The Six Streams of Income We’ll Rely on in Early Retirement

Now that our family has moved to North Carolina, our next big financial goal, ten years’ hence, is retirement. We’ve decided to wait until Little ThreeYear graduates before we retire (although we could always change our minds).  Since we’ll be retiring somewhat early, before the “official” age of 65, we’ll need to structure our retirement so that we have access to different pools of money, or streams of income, to tap into.

Though Mr. ThreeYear and I primarily invest in index funds (we have a “slow and simple-don’t get greedy” philosophy), we currently plan to have several streams of income available to us when we retire. Some will be passive, and others active. While this wasn’t necessarily a conscious plan on our part, life has worked out this way and we’ll take these streams of income we’ve developed along the way. Continue reading “The Six Streams of Income We’ll Rely on in Early Retirement”

How Many of the Six Factors of Wealth Do You Have?

Did you know there are six factors, or personality traits, that will make you more likely to build and retain wealth over time? Don’t worry; if you weren’t born with them, you can develop them.

Sarah Stanley Fallaw, daughter of Thomas Stanley, and whom I’ve written about here, has continued her father’s work of surveying millionaires in the book The Next Millionaire Next Door. The idea is to locate individuals or families who have assets of $1 million or above, and survey them about their habits, expenses, and values.

The results of the surveys she and her father have undertaken have led Fallaw to conclude that there are six key factors to assist millionaires in wealth building. Here they are, copied from Business Insider:

  • Frugality, or a commitment to saving, spending less, and sticking to a budget
  • Confidence in financial management, investing, and household leadership
  • Responsibility, which involves accepting your role in financial outcomes and believing that luck plays little role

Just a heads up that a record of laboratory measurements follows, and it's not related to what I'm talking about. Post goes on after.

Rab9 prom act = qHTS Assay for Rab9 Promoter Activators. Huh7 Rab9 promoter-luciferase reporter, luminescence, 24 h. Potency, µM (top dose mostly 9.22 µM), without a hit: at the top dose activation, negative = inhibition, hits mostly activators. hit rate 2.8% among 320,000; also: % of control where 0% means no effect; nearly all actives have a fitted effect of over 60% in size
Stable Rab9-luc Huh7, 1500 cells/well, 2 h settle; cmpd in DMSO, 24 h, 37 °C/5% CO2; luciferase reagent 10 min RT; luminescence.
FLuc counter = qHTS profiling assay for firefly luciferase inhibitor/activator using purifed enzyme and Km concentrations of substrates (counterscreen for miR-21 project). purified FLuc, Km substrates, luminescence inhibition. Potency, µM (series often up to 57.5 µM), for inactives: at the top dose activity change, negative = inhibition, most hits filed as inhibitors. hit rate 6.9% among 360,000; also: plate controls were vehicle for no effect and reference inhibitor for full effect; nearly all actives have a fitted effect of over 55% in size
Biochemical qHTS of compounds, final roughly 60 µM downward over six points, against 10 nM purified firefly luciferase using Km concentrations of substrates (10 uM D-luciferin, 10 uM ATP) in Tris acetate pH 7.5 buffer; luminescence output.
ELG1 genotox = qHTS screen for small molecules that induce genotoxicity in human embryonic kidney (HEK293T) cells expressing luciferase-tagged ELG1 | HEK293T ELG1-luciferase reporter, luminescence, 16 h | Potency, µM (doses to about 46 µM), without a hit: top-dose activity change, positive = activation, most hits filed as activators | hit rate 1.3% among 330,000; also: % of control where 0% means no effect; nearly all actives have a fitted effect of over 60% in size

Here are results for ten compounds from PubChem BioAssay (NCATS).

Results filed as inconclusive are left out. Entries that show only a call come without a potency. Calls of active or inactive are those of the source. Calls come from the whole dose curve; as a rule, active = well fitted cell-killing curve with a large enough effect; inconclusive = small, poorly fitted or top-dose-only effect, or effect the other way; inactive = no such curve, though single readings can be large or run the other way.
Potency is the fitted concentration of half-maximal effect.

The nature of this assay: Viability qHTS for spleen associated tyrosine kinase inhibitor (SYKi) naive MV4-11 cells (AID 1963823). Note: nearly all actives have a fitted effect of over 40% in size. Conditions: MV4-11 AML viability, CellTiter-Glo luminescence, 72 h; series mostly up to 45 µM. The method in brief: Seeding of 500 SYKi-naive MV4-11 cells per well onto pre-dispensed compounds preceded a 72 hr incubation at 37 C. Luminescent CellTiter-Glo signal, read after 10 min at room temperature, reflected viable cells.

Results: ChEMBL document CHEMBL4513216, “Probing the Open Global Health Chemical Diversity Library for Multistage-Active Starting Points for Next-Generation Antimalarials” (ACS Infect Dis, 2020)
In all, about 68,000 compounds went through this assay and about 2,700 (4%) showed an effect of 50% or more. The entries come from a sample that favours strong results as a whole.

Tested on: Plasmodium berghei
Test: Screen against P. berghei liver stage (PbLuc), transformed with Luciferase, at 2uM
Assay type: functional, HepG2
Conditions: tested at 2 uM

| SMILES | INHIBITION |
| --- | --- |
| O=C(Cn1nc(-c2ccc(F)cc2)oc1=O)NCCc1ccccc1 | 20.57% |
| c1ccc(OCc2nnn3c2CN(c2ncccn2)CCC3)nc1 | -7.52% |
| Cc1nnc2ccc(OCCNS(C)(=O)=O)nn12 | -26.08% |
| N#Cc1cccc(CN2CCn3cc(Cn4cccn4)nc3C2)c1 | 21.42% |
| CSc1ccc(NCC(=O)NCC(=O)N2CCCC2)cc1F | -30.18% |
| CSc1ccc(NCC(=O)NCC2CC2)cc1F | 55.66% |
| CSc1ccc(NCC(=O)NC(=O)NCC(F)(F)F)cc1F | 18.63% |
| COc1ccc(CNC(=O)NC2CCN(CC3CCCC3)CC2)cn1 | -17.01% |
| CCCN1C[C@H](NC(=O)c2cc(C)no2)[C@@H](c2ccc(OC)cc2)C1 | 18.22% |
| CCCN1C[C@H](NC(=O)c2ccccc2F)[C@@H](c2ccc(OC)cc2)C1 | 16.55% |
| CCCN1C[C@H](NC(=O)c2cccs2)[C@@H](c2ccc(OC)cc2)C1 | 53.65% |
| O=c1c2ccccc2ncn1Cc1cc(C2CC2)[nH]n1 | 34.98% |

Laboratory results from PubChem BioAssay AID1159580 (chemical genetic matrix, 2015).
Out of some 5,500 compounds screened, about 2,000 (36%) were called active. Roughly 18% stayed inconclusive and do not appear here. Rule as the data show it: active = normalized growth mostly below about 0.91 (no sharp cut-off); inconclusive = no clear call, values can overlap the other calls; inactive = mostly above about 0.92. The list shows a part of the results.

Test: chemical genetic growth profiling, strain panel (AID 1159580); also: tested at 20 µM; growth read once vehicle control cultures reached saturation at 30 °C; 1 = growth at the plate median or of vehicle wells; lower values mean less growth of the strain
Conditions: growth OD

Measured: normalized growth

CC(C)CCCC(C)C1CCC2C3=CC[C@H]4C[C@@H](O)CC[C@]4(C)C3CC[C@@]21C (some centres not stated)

• Planning, or setting goals for your financial future
  • Focus on seeing tasks through to their completion without being distracted
  • Social indifference, or not succumbing to social pressure to buy the latest thing

Let’s break these factors down a little more to understand what it takes to build wealth.

Continue reading “How Many of the Six Factors of Wealth Do You Have?”

Finally, A Plan to Save for Your Kids’ College. But Is It a Good One?

One of the bedrocks of savings, if you have kids, is that pesky college tuition that looms large over the entire breadth of their first eighteen years.

It’s hard to get a handle on how much, exactly, you need to save, since college tuition costs seem to rise like Zimbabwe currency back in 2008.

When I went to college, my first year cost an exorbitant $19,000. I could only attend because I received a 75% academic scholarship (yep that was a humble brag thrown in there). That was in 1997. That same college now costs $46,012 just over twenty years later.

When the sixth graders at my former school did a class project detailing the costs of college, I was floored. $67,000 a year for Duke? $35,000 for State U in Timbuktu?